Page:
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What you need to know about collaborative divorce

On Behalf of | Dec 20, 2021 | Divorce Alternative Dispute Resolution |

Divorce is not always an easy decision in New Jersey. It can be very difficult, and people often spend a lot of time talking about it before they decide to take the plunge. For some couples, collaborative divorce may be the best choice for them; however, many are unsure if this process will work for their particular situation. If you want to learn more about whether or not collaborative divorce is right for you, read on.

What is collaborative divorce?

Collaborative divorce is a process where both spouses work together to reach an agreement. This usually happens outside of court, the couple meets with a team of professionals who help them negotiate and resolve their issues. This can include lawyers, mental health professionals, and financial experts.

The goal of the process is to allow the couple to maintain control over their divorce, while still working together. This can be a more amicable option for some couples, as it allows them to avoid the conflict and stress that often comes with going to court.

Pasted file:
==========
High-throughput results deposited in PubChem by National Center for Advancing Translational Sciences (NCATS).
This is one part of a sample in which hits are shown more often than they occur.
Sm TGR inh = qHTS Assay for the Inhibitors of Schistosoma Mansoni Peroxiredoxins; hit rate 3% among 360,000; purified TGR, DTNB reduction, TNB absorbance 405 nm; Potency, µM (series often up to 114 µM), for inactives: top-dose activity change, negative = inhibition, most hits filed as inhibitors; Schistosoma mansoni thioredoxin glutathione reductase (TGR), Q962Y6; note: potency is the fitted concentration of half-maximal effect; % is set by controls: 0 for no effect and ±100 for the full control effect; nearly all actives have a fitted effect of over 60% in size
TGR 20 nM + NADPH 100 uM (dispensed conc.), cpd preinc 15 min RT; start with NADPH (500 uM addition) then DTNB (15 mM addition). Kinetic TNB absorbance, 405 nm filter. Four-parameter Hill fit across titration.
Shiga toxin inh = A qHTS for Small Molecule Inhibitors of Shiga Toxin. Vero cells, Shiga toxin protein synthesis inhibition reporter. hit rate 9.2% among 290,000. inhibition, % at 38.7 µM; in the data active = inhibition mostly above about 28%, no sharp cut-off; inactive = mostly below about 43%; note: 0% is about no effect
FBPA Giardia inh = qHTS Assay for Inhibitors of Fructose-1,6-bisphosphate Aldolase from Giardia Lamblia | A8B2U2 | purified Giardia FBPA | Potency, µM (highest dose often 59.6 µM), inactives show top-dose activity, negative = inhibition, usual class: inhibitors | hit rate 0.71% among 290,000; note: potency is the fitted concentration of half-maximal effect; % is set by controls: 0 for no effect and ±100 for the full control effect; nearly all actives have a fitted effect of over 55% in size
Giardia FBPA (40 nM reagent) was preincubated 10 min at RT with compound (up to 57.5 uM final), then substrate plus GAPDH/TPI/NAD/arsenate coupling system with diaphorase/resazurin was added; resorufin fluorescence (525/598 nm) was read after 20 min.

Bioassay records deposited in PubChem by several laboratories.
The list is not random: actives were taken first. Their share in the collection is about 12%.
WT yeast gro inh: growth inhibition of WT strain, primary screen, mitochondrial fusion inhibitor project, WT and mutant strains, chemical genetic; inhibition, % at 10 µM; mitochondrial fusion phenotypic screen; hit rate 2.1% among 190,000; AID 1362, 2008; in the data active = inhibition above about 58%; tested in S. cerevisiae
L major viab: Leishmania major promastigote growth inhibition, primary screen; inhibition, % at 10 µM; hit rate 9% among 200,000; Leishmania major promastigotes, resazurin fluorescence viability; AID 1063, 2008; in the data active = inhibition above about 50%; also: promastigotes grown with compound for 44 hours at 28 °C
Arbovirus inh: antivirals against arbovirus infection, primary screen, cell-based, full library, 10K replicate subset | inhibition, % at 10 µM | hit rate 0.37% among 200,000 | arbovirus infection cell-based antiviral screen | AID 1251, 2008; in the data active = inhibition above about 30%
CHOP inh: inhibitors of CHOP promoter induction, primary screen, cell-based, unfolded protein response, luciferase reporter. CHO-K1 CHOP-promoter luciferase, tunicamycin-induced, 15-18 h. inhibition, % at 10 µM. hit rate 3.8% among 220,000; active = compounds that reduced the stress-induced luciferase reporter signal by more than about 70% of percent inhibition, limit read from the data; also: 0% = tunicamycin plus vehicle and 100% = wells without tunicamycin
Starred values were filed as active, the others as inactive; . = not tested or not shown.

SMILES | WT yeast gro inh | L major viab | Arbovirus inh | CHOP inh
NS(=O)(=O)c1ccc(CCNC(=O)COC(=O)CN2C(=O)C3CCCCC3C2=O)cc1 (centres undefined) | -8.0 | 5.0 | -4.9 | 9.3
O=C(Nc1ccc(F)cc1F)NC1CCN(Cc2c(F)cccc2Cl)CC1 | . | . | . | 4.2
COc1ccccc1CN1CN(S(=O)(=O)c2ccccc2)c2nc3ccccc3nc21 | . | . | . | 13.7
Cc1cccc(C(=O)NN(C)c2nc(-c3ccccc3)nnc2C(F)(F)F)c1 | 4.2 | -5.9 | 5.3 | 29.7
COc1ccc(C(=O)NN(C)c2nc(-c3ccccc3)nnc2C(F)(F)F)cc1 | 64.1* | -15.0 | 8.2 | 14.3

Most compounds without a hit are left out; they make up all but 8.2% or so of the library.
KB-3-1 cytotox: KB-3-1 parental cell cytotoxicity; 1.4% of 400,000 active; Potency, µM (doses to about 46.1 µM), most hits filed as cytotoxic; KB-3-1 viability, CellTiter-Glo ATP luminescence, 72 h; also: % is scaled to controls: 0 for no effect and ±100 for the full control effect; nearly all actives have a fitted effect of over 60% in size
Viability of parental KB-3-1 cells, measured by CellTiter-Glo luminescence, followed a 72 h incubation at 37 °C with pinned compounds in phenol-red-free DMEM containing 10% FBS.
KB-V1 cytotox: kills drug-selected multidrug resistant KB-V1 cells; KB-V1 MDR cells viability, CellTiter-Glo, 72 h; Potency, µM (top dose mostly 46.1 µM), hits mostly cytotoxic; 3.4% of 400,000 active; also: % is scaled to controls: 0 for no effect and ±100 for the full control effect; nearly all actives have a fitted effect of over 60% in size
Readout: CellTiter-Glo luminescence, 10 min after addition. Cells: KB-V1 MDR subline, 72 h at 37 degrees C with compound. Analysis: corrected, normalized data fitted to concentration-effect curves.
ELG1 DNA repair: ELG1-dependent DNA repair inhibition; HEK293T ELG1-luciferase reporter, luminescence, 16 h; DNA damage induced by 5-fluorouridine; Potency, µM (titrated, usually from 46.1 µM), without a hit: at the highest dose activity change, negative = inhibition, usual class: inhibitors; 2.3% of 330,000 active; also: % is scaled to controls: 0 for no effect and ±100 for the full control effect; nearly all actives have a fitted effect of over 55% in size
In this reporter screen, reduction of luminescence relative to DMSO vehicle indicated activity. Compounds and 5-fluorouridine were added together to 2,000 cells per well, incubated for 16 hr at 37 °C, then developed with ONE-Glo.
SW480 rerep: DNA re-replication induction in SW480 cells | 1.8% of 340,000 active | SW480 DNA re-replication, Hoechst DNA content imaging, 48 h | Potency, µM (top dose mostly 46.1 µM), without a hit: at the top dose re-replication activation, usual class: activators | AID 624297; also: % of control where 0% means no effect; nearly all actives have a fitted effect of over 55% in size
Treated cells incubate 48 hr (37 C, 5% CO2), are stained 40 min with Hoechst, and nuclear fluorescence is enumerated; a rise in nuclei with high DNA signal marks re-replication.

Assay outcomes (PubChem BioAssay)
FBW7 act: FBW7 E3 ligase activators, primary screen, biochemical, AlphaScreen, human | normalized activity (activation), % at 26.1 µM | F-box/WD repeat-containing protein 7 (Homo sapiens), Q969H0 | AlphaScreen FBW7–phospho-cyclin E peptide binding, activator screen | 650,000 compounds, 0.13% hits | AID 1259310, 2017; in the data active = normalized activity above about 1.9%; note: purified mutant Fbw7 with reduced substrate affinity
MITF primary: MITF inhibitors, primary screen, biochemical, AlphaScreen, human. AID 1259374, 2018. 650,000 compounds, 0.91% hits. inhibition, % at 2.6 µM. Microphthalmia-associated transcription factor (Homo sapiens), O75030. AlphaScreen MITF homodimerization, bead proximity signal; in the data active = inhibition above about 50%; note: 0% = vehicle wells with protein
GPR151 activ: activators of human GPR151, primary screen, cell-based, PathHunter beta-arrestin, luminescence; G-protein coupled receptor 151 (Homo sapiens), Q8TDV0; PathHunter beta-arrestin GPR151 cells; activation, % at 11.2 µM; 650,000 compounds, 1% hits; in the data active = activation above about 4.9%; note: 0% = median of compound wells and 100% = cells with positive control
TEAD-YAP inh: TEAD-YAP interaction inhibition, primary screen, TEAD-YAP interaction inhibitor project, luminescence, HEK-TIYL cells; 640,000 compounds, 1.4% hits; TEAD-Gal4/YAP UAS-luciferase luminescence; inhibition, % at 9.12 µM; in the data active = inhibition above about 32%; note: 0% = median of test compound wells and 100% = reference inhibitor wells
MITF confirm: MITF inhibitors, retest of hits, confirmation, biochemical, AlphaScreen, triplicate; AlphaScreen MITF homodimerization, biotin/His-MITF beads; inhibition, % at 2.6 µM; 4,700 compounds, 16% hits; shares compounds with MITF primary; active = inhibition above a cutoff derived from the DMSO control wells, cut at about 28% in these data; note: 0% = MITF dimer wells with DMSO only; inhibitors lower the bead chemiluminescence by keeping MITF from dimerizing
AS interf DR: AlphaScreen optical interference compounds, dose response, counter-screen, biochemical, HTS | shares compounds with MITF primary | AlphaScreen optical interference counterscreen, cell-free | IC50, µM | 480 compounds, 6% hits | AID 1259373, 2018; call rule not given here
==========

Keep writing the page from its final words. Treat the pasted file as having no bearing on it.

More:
How does collaborative divorce work?

In order to begin the collaborative process, both spouses must sign a participation agreement. This document lays out the rules of the process, and it states that both spouses will work together to resolve their issues.

If either spouse decides to go to court, the process ends and they are no longer able to participate in collaborative divorce.

The couple then meets with their team of professionals, who helps them negotiate an agreement. This can include discussing financial issues, child custody, and alimony.

If they reach an agreement, it is then put into a legal contract. This document outlines the terms of the divorce.

How is collaborative divorce different from mediation?

Mediation is another option for resolving divorce issues. Unlike collaborative divorce, mediation is a process where a mediator helps the couple reach an agreement, and it doesn’t require lawyers. Also, mediation does not require full disclosure. This means that the couple may be able to negotiate without divulging all of their financial information or other relevant details.

Collaborative divorce can be a more amicable option for some couples, but it’s not right for everyone. Take enough time to assess the process to decide if it’s the right choice for you and your spouse.



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